After visiting the gallery, we took the S-Bahn back to the hostel, met up with Jenn's childhood friend, Jess, and we went to dinner at a restaurant called White Trash Fast Food. It was a converted Chinese Restaurant made into a hard-ass restaurant/bar/club. I had a delicious burger, and my favorite thing about the restaurant was this sign:

Jess, Jenn, and I spent the evening wandering around the Sony Center and the area by the Brandenburg Gate. Chris and Wyatt arrived in town from Nuremberg around 11pm. We capped the night off with drinks at the SkyBar at the hostel overlooking the Berlin skyline.

The roof of the Sony Center - it changes color periodically.
The next morning, I woke up, had a cappuccino, and went on a six and a half hour walking tour of Berlin. I did Brewer's Best of Berlin tour, and I highly recommend this tour to anyone who enjoys history and experiencing a city via foot. We visited the Neu Synagogue, the Jewish quarter, Hitler's bunker, the Memorial to the Murdered Jews of Europe, the Sinti and Roma Memorial, Freidrichstraße, the Tränenpalast (the former border crossing train station where East Germans said goodbye to people visiting from West Germany), the Nazi government quarter, the SS Gestapo HQ, the Nazi Airforce ministry, the Nazi book burning square, the Berlin Wall, Check Point Charlie, and more. The tour guide, Matt, was incredibly knowledgeable, the tour was very engaging, and I couldn't have asked for a better afternoon and a better way to learn about Berlin. Learning about the complex history of the city made me admire how Berlin is today. How the city has rebuilt itself, the liberal vibes, and the artistic presence made me fall in love with the city. If I could move to any German speaking city, it would be Berlin in a heartbeat.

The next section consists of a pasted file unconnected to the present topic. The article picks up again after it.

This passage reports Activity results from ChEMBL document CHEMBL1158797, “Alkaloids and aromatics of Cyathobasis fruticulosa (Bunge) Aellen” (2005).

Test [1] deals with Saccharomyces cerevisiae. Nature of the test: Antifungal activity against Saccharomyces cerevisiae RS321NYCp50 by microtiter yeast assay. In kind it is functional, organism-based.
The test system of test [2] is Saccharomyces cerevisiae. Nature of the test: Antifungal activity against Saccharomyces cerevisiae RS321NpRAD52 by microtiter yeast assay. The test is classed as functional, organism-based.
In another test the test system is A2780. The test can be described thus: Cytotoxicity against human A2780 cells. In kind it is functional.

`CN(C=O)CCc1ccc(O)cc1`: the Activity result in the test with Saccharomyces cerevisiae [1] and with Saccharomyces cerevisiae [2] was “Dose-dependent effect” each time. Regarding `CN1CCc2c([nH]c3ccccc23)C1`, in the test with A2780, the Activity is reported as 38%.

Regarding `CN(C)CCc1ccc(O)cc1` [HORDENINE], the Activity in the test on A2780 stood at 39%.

The Neu Synagogue
Every single street tree in Berlin in accounted for. There are around 439, 000 street trees.
The Brandenburg Gate
Where the wall once stood
The 56 foot steel sculpture of Georg Elser, the man who tried and failed at killing Hitler in 1939.
The war memorial, Neue Wache, houses the beautiful and moving sculpture "Mother and Her Dead Son" by the Berlin artist, Käthe Kollwitz. The sculpture is directly set under an oculus and is exposed to the weathers, symbolizing the suffering of the civilians during the war.
The Reichstag
Stolpersteins - Small, cobblestone-sized memorials for individual victims of Nazism. They commemorate individuals - both those who passed and survivors - who were consigned by the Nazis to prisons, euthanasia facilities, sterilization clinics, concentration camps, and extermination camps, as well as those who responded to persecution by emigrating or committing suicide.
The Altes Museum - Hitler gave his birthday speech here in 1939. 
The Memorial to the Murdered Jews of Europe
Some of what is left of the Berlin Wall
That night, we went to a bar called Aufsturz, and I had a Murphy's Irish Red. So good. Our last two stops the next morning were to the New National Gallery Museum to get our art fix, and the Topography of Terror - a free museum about the perpetrators (Nazis) during the Holocaust. Wyatt and I grabbed shwarma for lunch, and headed for the train to go to Amsterdam.

That was a wrap for Berlin!